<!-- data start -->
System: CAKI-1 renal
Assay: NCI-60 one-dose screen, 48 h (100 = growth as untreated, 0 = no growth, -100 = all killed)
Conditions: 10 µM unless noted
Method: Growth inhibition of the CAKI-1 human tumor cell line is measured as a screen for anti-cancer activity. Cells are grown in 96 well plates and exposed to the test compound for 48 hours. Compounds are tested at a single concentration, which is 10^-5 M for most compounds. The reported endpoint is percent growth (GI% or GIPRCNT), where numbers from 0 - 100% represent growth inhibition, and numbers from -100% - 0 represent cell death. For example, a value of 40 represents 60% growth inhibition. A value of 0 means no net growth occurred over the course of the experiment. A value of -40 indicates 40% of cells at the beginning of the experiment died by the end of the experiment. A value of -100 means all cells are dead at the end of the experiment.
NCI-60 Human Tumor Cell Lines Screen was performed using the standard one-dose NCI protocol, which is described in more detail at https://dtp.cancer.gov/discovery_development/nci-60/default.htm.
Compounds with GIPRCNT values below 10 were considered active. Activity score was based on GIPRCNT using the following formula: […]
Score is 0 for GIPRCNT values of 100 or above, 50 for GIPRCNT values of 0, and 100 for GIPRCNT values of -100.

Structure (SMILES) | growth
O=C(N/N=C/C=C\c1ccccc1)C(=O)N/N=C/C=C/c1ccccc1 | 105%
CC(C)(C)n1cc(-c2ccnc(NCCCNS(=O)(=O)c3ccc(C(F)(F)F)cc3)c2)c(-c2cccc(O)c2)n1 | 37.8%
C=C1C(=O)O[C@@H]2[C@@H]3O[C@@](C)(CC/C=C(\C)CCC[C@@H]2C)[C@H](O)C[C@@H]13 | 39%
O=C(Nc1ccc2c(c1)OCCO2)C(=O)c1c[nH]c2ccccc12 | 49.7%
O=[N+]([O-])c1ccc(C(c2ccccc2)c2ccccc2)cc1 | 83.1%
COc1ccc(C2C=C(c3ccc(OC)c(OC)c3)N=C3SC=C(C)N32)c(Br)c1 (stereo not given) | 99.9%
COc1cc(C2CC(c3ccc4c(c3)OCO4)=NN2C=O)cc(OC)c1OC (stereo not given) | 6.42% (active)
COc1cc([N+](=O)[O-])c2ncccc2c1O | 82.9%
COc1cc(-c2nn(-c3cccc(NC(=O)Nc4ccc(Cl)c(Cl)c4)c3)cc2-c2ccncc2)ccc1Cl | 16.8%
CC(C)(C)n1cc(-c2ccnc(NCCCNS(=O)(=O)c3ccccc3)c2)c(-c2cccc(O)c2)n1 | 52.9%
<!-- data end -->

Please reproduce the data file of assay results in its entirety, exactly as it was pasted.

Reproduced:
System: CAKI-1 renal
Assay: NCI-60 one-dose screen, 48 h (100 = growth as untreated, 0 = no growth, -100 = all killed)
Conditions: 10 µM unless noted
Method: Growth inhibition of the CAKI-1 human tumor cell line is measured as a screen for anti-cancer activity. Cells are grown in 96 well plates and exposed to the test compound for 48 hours. Compounds are tested at a single concentration, which is 10^-5 M for most compounds. The reported endpoint is percent growth (GI% or GIPRCNT), where numbers from 0 - 100% represent growth inhibition, and numbers from -100% - 0 represent cell death. For example, a value of 40 represents 60% growth inhibition. A value of 0 means no net growth occurred over the course of the experiment. A value of -40 indicates 40% of cells at the beginning of the experiment died by the end of the experiment. A value of -100 means all cells are dead at the end of the experiment.
NCI-60 Human Tumor Cell Lines Screen was performed using the standard one-dose NCI protocol, which is described in more detail at https://dtp.cancer.gov/discovery_development/nci-60/default.htm.
Compounds with GIPRCNT values below 10 were considered active. Activity score was based on GIPRCNT using the following formula: […]
Score is 0 for GIPRCNT values of 100 or above, 50 for GIPRCNT values of 0, and 100 for GIPRCNT values of -100.

Structure (SMILES) | growth
O=C(N/N=C/C=C\c1ccccc1)C(=O)N/N=C/C=C/c1ccccc1 | 105%
CC(C)(C)n1cc(-c2ccnc(NCCCNS(=O)(=O)c3ccc(C(F)(F)F)cc3)c2)c(-c2cccc(O)c2)n1 | 37.8%
C=C1C(=O)O[C@@H]2[C@@H]3O[C@@](C)(CC/C=C(\C)CCC[C@@H]2C)[C@H](O)C[C@@H]13 | 39%
O=C(Nc1ccc2c(c1)OCCO2)C(=O)c1c[nH]c2ccccc12 | 49.7%
O=[N+]([O-])c1ccc(C(c2ccccc2)c2ccccc2)cc1 | 83.1%
COc1ccc(C2C=C(c3ccc(OC)c(OC)c3)N=C3SC=C(C)N32)c(Br)c1 (stereo not given) | 99.9%
COc1cc(C2CC(c3ccc4c(c3)OCO4)=NN2C=O)cc(OC)c1OC (stereo not given) | 6.42% (active)
COc1cc([N+](=O)[O-])c2ncccc2c1O | 82.9%
COc1cc(-c2nn(-c3cccc(NC(=O)Nc4ccc(Cl)c(Cl)c4)c3)cc2-c2ccncc2)ccc1Cl | 16.8%
CC(C)(C)n1cc(-c2ccnc(NCCCNS(=O)(=O)c3ccccc3)c2)c(-c2cccc(O)c2)n1 | 52.9%